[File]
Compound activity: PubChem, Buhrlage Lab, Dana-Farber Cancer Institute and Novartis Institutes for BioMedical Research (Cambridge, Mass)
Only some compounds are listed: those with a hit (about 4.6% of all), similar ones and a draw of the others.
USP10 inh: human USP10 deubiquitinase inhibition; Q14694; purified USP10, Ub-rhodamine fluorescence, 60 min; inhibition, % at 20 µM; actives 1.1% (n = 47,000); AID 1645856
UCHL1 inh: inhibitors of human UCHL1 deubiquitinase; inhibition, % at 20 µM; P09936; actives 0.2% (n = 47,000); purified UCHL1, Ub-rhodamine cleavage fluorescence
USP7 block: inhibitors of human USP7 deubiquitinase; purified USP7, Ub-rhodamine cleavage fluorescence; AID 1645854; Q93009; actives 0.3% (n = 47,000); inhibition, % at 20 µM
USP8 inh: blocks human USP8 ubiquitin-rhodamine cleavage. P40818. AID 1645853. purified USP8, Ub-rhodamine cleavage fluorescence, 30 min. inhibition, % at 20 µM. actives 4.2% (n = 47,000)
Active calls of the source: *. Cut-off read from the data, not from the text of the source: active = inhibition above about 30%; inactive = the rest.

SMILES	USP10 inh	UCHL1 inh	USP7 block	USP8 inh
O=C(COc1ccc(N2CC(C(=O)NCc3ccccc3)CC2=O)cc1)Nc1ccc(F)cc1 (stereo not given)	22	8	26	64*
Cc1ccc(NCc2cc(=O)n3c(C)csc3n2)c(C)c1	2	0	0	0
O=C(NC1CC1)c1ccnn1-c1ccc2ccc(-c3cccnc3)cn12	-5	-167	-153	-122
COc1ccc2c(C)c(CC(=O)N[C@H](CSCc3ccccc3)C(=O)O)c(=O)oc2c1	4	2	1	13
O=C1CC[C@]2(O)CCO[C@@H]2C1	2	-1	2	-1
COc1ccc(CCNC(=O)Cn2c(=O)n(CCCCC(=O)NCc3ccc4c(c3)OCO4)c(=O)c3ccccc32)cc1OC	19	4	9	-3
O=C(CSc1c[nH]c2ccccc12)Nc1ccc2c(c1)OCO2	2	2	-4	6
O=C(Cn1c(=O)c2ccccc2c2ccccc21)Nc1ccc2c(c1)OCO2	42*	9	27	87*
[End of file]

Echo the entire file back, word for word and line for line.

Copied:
Compound activity: PubChem, Buhrlage Lab, Dana-Farber Cancer Institute and Novartis Institutes for BioMedical Research (Cambridge, Mass)
Only some compounds are listed: those with a hit (about 4.6% of all), similar ones and a draw of the others.
USP10 inh: human USP10 deubiquitinase inhibition; Q14694; purified USP10, Ub-rhodamine fluorescence, 60 min; inhibition, % at 20 µM; actives 1.1% (n = 47,000); AID 1645856
UCHL1 inh: inhibitors of human UCHL1 deubiquitinase; inhibition, % at 20 µM; P09936; actives 0.2% (n = 47,000); purified UCHL1, Ub-rhodamine cleavage fluorescence
USP7 block: inhibitors of human USP7 deubiquitinase; purified USP7, Ub-rhodamine cleavage fluorescence; AID 1645854; Q93009; actives 0.3% (n = 47,000); inhibition, % at 20 µM
USP8 inh: blocks human USP8 ubiquitin-rhodamine cleavage. P40818. AID 1645853. purified USP8, Ub-rhodamine cleavage fluorescence, 30 min. inhibition, % at 20 µM. actives 4.2% (n = 47,000)
Active calls of the source: *. Cut-off read from the data, not from the text of the source: active = inhibition above about 30%; inactive = the rest.

SMILES	USP10 inh	UCHL1 inh	USP7 block	USP8 inh
O=C(COc1ccc(N2CC(C(=O)NCc3ccccc3)CC2=O)cc1)Nc1ccc(F)cc1 (stereo not given)	22	8	26	64*
Cc1ccc(NCc2cc(=O)n3c(C)csc3n2)c(C)c1	2	0	0	0
O=C(NC1CC1)c1ccnn1-c1ccc2ccc(-c3cccnc3)cn12	-5	-167	-153	-122
COc1ccc2c(C)c(CC(=O)N[C@H](CSCc3ccccc3)C(=O)O)c(=O)oc2c1	4	2	1	13
O=C1CC[C@]2(O)CCO[C@@H]2C1	2	-1	2	-1
COc1ccc(CCNC(=O)Cn2c(=O)n(CCCCC(=O)NCc3ccc4c(c3)OCO4)c(=O)c3ccccc32)cc1OC	19	4	9	-3
O=C(CSc1c[nH]c2ccccc12)Nc1ccc2c(c1)OCO2	2	2	-4	6
O=C(Cn1c(=O)c2ccccc2c2ccccc21)Nc1ccc2c(c1)OCO2	42*	9	27	87*